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Will Smith Danced His Way Through Colombia and the Videos Are Epic - Travel + Leisure

Rachel Mcadams Archives -

Rachel Mcadams Archives -

Jack Rico


2015/04/09 at 11:37pm

HBO’s ‘True Detective’ Season 2: First Trailer With Colin Farrell And Vince Vaughn

When I heard that Vince Vaughn, a mostly comedic actor, and Colin Farrell, a mostly B actor at best, were starring in season 2 of HBO’s True Detective, my face cringed. HBO never really makes mistakes, but gone are director Cary Fukunaga, one of the most acclaimed actors of the 21st century in Matthew McConaughey and an immensely solid actor in Woody Harrelson… and this new cast is how you up the ante? HBO has earned the benefit of the doubt from fans, but they have a lot of explaining to do. I just can’t understand the cast selection process. Here’s the first trailer of ‘True Detective’ Season 2. What do YOU think? Read More

Jenny Karakaya


2013/08/27 at 1:50pm

Selena Gomez reveals X Factor’s Paulina Rubio is her favorite singer!

During a recent one on one interview we had with superstar Selena Gomez, she revealed a tid bit of information that I had never heard before… Mexican pop icon Paulina Rubio is Selena Gomez’s favorite singer! Who would have thunk it!? For those who don’t know who Ms. Rubio is, she’s an original member of the super successful Mexican pop group called Timbiriche from the mid 80’s, has sold more than 20 million records around the world as a solo artist and has released 10 studio albums. Oh, she’s also the new judge on this Fall’s The X-Factor with Simon Cowell, Demi Lovato and Kelly Rowland. Read More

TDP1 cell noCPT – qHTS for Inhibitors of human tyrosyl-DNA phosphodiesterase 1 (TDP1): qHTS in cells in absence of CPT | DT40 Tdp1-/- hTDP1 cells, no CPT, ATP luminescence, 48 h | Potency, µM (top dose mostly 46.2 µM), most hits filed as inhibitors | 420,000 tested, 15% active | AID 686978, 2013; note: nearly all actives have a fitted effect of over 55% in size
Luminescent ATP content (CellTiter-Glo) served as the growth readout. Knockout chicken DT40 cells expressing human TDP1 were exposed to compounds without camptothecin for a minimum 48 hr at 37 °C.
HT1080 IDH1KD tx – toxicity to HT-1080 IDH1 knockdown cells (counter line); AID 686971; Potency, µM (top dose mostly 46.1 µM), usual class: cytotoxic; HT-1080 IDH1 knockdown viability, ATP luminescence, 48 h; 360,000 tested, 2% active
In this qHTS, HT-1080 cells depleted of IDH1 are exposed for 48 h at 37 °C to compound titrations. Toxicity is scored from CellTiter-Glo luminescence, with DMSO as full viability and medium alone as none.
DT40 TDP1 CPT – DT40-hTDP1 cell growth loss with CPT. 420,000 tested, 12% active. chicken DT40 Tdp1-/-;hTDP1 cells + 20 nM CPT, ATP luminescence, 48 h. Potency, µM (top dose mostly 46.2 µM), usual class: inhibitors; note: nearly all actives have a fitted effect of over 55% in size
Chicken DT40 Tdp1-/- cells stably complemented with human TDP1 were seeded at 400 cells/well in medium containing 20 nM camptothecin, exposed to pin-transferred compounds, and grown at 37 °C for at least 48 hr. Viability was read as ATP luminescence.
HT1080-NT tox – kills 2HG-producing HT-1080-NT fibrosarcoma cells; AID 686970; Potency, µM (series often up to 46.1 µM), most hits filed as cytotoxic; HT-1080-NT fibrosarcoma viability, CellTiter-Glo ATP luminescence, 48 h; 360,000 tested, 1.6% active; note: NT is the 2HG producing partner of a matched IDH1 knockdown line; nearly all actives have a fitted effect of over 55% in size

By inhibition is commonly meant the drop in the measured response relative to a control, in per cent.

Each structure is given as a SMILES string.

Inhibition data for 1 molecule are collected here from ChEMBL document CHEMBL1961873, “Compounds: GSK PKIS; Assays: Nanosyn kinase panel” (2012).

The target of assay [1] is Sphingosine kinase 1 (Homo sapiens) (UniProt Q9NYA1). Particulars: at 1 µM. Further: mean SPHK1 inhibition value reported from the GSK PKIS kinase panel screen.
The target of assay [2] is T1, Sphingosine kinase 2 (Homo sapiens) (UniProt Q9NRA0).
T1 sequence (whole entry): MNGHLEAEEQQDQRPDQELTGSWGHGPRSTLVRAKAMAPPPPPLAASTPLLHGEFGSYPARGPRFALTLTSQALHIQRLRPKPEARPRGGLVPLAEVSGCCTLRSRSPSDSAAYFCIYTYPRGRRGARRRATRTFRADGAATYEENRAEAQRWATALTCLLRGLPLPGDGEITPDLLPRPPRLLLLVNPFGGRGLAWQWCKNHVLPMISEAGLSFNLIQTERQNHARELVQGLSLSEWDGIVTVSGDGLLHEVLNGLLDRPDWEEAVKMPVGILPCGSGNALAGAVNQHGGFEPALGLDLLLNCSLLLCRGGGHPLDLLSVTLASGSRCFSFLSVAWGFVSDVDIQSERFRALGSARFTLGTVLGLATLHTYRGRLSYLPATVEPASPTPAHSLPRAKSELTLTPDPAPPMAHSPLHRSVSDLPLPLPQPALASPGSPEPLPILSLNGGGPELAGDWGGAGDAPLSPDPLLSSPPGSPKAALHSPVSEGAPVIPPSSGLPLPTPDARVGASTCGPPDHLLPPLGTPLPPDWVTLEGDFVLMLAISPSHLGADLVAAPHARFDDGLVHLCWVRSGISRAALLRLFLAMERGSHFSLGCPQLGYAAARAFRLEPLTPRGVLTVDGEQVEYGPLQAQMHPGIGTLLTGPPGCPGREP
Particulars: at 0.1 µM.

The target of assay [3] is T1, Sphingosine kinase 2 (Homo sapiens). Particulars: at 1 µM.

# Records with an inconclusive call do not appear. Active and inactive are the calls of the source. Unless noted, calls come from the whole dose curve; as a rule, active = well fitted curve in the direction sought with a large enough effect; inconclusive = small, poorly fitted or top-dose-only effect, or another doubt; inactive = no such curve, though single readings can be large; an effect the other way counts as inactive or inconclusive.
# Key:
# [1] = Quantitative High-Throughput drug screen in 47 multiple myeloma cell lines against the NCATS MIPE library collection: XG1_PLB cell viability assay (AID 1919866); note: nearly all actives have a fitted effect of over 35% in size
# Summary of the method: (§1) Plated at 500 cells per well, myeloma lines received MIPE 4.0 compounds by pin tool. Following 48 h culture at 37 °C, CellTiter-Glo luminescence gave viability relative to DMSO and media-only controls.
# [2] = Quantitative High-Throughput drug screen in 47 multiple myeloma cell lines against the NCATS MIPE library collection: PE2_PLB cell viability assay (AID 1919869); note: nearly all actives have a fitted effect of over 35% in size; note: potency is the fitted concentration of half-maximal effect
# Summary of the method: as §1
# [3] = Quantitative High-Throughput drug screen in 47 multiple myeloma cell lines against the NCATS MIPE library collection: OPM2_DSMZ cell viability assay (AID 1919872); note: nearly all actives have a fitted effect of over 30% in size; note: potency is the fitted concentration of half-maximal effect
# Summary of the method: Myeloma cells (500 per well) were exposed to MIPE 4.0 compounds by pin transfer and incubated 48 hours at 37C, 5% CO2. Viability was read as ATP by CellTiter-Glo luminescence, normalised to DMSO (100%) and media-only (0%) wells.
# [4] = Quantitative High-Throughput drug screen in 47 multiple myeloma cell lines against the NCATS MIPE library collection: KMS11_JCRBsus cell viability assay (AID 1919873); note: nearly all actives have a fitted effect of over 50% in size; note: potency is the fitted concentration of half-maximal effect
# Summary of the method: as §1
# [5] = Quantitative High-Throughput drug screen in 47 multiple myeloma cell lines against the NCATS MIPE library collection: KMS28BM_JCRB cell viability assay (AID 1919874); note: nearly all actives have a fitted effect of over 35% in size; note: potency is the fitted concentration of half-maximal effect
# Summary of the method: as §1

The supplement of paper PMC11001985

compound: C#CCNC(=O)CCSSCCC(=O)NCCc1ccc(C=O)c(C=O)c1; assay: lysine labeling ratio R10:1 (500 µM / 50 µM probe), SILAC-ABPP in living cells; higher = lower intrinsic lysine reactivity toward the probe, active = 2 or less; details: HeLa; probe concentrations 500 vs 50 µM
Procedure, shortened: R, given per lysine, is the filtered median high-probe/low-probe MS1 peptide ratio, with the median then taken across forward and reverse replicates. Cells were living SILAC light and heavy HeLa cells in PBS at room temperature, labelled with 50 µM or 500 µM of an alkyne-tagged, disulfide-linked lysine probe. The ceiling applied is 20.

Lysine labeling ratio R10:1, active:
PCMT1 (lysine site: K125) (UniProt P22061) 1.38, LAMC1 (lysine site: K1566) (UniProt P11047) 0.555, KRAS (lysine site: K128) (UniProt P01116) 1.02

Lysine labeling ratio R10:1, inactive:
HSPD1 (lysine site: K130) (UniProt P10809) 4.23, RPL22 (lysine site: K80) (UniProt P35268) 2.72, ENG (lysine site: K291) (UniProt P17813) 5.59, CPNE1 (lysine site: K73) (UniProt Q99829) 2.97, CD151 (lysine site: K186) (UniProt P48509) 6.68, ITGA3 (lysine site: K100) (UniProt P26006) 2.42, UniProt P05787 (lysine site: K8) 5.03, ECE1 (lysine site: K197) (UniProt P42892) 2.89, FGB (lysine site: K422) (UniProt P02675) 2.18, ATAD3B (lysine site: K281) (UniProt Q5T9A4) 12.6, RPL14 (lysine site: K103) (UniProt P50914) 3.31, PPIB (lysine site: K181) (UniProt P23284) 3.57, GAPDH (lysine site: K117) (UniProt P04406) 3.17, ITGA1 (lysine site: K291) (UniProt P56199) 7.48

Jack Rico


2011/12/20 at 12:00am

Midnight in Paris (Movie Review)

Just being in Paris at midnight is a memorable experience that true romantics will appreciate, and most likely, never forget. In the case of Woody Allen, he decided to make a movie about it. Its title is self explanatory – ‘Midnight in Paris,’ and it is without question, his best work since ‘Matchpoint’, a powerful drama that echoes the writings of Russian author Fyodor Dostoyevsky. It is also, through May, one of my top 10 films of 2011.

‘Midnight in Paris’ is a simple romantic comedy set in Paris that bursts with engrossment. As the story begins, Gil (played by Owen Wilson) and his fiancée Inez (Rachel McAdams) are tagging along on a trip to Paris with her father, John (Kurt Fuller), and mother, Helen (Mimi Kennedy). These two young people, who are engaged to be married in the fall, have Woody-Allen-like experiences there that change their lives forever.